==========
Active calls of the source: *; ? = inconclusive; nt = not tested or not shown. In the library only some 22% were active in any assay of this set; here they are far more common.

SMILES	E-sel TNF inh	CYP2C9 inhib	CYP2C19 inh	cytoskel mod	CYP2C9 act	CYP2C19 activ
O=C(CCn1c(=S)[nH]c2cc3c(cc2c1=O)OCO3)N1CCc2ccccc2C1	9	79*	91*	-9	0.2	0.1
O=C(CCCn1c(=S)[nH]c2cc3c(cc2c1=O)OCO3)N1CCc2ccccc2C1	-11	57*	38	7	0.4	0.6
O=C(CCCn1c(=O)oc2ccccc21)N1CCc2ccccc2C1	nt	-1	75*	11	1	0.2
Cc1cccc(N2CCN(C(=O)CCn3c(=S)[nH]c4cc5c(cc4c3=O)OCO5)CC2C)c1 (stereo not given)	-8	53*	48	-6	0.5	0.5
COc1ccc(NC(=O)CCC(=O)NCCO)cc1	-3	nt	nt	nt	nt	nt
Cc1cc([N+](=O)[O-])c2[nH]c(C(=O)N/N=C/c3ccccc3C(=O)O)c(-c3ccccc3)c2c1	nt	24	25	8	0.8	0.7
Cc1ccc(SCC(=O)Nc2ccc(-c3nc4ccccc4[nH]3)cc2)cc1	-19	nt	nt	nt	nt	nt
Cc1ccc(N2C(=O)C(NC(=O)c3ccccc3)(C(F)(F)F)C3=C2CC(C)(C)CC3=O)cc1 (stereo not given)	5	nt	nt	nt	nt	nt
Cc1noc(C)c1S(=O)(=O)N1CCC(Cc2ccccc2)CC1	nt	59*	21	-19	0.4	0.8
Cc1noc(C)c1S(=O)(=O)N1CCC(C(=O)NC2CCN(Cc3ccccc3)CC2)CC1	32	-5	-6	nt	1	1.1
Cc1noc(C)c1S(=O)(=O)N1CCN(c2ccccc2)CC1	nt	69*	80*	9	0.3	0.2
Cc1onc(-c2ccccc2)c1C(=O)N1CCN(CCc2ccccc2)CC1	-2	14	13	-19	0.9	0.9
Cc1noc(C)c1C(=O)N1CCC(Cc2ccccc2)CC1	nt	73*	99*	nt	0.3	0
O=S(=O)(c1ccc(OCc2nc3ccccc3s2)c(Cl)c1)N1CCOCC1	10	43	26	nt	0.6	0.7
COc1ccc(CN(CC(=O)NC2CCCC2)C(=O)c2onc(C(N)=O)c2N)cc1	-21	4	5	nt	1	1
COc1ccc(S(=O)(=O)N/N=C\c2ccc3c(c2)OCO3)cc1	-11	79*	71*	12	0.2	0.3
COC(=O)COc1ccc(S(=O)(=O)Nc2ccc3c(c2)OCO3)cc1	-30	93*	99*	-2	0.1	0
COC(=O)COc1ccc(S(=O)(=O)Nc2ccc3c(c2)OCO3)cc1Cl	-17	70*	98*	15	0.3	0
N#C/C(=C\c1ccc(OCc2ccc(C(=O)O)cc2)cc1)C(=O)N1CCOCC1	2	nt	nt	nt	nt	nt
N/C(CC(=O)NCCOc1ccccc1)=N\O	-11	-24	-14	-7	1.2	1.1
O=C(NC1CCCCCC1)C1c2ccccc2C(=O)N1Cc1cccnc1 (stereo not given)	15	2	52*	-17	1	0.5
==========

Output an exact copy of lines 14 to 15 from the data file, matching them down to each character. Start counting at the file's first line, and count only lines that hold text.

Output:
Cc1onc(-c2ccccc2)c1C(=O)N1CCN(CCc2ccccc2)CC1	-2	14	13	-19	0.9	0.9
Cc1noc(C)c1C(=O)N1CCC(Cc2ccccc2)CC1	nt	73*	99*	nt	0.3	0